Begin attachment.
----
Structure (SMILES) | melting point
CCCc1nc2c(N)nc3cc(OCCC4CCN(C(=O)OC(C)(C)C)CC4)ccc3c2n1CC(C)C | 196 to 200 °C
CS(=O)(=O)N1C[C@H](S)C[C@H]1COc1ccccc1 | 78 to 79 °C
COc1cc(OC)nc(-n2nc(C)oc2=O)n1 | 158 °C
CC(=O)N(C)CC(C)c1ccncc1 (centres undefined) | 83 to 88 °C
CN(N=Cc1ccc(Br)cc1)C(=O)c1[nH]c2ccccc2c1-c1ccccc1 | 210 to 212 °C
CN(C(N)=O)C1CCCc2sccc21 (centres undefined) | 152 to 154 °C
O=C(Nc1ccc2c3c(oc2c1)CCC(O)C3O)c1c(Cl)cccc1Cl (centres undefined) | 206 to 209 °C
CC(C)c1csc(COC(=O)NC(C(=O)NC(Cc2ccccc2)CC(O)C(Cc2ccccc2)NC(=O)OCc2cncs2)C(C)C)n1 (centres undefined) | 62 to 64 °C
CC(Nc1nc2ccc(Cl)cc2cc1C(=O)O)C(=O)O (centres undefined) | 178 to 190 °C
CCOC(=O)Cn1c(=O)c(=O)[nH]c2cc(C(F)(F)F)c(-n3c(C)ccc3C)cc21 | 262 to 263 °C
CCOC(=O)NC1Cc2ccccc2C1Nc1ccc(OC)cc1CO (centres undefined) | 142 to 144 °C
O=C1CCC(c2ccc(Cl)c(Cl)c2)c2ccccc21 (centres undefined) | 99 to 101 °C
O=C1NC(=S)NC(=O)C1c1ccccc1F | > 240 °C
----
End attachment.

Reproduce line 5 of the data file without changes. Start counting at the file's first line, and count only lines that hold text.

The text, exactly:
CC(=O)N(C)CC(C)c1ccncc1 (centres undefined) | 83 to 88 °C